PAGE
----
Start-Ups and Spin-Offs in Biotechnology Sector in Poland: Business Models Analysis

Start-Ups and Spin-Offs in Biotechnology Sector in Poland: Business Models Analysis

Anna Białek-Jaworska, Renata Gabryelczyk
DOI: 10.4018/978-1-4666-8216-0.ch010
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This chapter concerns the subject of research-developmental activity of biotech spin-offs in Poland with particular reference to their strategy, determinants of their development and determinants of their financial standing. In the chapter, the authors analyse the determinants of biotech spin-offs and start-ups development in Poland in the light of the research commercialisation cooperation on the universities-business line. The literature overview contains the definition of a process for the commercialisation of the results of research and development (R&D) activity and components of companies' business models. The chapter defines key activities in the development of business models in the context of the commercialisation process and the life cycle of the company, especially at the start up and early stage. Quality-quantitative analysis includes the business models of seven biotechnology spin-offs traded on the alternative market of the Warsaw Stock Exchange, especially the structure of their intellectual capital, R&D expenses in relation to received subsides and grants, third-party shares in start up equity, and the ability to realise the “Go Global” strategy.
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Determinants Of Biotech Spin-Offs And Start-Ups Development In Poland In The Light Of Research Commercialisation

The research potential in the field of biotechnology and pharmacy in Poland constitutes more than 2,800 scientists specialising in life and medical sciences and working at universities and research institutes, as well as over 8,000 biotechnology students attending 50 higher education institutions where biotechnology is offered as a path of specialisation (93 faculties). More than 100 institutions of science are involved in biotechnology and pharmaceutical R&D projects. Most of the ongoing R&D projects in Poland, including more than 70% of all biotech projects have been initiated with the purpose of developing innovative products (Poland Biotech & Pharma, 2012; GUS, 2013). Poland is ranked 10th worldwide in terms of the number of centres carrying out clinical trials and 1st among the so-called rising markets (1.6% of the global involvement). The Polish market of clinical trials is the largest such market in Central and Eastern Europe. The large number of patients, relatively low operational costs, cost-effective manufacturing, highly skilled workforce, significant know-how in the area of generic medicine advancement, as well as growing experience and high potential in clinical research projects, make Poland an attractive location for clinical research and R&D projects (Go Global! Polish Pharma, 2012).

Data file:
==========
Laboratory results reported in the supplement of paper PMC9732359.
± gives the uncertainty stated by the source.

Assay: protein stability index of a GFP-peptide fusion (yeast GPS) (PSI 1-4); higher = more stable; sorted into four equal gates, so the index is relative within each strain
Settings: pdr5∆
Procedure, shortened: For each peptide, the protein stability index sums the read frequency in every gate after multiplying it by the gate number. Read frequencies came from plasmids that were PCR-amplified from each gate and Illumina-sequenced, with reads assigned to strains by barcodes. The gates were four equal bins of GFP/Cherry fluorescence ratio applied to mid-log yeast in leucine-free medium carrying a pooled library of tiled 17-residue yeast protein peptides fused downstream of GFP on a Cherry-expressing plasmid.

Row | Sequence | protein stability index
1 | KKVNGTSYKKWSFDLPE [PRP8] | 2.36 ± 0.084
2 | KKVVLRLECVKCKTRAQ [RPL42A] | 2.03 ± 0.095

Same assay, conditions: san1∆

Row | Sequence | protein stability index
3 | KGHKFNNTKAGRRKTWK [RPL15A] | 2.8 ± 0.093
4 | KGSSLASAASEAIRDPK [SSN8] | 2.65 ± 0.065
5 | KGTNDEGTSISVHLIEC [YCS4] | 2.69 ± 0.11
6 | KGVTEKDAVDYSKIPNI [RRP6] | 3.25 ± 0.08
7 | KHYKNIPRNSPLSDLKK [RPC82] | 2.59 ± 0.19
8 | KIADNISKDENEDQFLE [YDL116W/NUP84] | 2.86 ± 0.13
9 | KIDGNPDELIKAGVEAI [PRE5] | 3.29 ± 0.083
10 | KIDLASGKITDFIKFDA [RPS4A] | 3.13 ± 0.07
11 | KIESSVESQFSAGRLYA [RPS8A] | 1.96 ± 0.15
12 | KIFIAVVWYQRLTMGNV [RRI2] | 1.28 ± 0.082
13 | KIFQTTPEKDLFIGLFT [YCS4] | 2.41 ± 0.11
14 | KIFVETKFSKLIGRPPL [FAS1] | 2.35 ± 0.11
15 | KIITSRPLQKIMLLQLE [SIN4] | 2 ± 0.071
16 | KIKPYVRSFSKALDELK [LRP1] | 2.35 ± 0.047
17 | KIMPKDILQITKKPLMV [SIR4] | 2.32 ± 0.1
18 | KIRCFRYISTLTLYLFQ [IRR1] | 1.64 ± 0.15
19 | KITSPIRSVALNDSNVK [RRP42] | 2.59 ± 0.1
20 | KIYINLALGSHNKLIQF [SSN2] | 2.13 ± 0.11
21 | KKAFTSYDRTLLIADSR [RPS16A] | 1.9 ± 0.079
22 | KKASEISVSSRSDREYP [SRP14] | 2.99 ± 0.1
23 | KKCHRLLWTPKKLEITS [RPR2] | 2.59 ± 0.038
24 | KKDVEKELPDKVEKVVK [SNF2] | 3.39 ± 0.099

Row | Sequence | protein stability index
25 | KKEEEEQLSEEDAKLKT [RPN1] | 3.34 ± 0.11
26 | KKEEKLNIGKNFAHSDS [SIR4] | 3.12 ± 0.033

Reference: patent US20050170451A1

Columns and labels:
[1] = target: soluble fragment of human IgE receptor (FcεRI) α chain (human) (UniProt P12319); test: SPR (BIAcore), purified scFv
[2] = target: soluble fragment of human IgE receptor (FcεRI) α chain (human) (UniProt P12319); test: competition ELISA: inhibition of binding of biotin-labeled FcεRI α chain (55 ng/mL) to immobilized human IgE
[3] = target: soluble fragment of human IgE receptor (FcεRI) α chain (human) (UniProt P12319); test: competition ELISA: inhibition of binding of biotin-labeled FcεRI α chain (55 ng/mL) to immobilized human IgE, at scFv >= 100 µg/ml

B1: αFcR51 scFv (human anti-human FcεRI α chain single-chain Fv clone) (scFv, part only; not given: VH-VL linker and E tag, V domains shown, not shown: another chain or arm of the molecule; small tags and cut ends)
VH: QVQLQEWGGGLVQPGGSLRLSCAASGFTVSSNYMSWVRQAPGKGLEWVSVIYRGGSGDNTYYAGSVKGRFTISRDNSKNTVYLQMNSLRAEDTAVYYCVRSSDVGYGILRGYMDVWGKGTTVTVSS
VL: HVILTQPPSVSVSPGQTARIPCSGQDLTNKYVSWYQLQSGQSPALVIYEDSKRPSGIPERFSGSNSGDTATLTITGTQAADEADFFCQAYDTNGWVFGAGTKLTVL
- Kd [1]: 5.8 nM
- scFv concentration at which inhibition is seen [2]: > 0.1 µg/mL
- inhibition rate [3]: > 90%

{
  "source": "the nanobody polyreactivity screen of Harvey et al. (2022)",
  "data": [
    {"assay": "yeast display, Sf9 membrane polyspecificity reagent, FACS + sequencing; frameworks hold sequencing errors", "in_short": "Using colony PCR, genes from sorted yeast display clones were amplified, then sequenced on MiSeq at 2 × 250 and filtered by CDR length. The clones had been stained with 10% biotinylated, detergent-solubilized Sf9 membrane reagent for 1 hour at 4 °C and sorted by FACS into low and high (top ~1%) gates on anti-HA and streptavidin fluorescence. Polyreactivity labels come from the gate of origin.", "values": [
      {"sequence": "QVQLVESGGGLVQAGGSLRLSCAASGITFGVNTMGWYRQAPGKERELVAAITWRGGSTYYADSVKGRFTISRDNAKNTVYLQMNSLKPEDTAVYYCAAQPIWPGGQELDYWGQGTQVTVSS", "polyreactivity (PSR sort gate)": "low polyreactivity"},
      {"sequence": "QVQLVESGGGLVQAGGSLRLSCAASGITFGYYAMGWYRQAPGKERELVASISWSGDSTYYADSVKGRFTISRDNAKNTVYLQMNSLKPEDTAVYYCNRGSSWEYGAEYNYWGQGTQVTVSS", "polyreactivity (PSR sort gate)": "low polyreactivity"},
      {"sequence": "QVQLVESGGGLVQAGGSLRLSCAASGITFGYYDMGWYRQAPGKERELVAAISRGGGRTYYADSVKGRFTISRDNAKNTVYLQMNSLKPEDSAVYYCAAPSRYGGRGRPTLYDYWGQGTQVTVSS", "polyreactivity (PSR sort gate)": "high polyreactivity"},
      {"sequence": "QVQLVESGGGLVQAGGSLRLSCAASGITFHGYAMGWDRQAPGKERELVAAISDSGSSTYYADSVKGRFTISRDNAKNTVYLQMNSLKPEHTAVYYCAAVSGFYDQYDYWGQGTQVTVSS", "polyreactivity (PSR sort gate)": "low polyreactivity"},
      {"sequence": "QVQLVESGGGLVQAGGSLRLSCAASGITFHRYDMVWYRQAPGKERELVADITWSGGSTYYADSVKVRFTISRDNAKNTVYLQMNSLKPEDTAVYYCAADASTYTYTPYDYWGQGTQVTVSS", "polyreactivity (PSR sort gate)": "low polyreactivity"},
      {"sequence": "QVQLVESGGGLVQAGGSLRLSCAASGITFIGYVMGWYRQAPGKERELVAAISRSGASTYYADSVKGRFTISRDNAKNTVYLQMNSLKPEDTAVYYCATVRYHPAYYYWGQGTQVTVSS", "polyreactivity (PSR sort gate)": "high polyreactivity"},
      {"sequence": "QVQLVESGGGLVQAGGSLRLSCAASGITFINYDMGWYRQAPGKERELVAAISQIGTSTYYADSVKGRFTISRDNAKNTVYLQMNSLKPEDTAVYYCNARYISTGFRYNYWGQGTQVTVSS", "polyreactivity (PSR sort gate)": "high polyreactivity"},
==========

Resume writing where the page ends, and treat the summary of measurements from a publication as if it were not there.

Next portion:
Key Terms in this Chapter

Spin-Off: A new enterprise created by members of the academic community to commercialise and transfer technology which makes up an element of intellectual property, created in the parent academic institution.

Business model: A model that defines the way a company delivers customer value, makes customers pay for it and transforms these payments into profits, thereby reflecting the management’s hypothesis of what the customers want, how they want to receive this and how the company can best meet these need, be paid and generate profit.

Commercialisation Sensu Largo: A process of commercialisation that addresses a number of activities that need to be taken prior to the sensu stricto commercialisation, including smart patenting, accounting and tax mechanisms, including e.g. correct appraisal of the R&D project value.

Start Up Stage: A phase, in which a spin-off company is set up to initiate manufacturing and marketing activities.

Commercialisation Sensu Stricto: An execution of one of the three methods of commercialising R&D results includes: selling the results of research and development (R&D) projects, licensing the results of R&D projects and contributing the results of R&D projects to a company, i.e. setting up a spin-off.

Intellectual Capital: Knowledge that can be converted into value.

Early Stage: A stage of a company’s lifespan when the company is marketing the product and should be able to describe the rationale of how an organization creates, delivers and captures value.

Commercialisation Process: A process of acquiring ideas, augmenting them with complementary knowledge, developing and manufacturing saleable goods and selling the goods in a market.

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